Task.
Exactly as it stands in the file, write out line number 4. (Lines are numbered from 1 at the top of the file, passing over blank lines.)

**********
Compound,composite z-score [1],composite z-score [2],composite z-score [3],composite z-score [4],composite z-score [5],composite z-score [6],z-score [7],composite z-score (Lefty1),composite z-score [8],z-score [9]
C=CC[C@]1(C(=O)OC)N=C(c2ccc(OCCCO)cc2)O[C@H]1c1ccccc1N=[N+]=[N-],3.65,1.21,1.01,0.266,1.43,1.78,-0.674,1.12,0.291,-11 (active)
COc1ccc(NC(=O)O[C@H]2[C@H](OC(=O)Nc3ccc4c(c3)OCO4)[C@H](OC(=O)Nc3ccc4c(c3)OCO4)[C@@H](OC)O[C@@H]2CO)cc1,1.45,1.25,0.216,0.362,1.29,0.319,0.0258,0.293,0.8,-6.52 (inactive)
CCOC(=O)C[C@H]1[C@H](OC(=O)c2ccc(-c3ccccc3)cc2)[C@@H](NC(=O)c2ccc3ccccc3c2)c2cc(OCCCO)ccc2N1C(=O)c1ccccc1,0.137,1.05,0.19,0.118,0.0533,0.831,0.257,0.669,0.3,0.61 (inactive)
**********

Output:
CCOC(=O)C[C@H]1[C@H](OC(=O)c2ccc(-c3ccccc3)cc2)[C@@H](NC(=O)c2ccc3ccccc3c2)c2cc(OCCCO)ccc2N1C(=O)c1ccccc1,0.137,1.05,0.19,0.118,0.0533,0.831,0.257,0.669,0.3,0.61 (inactive)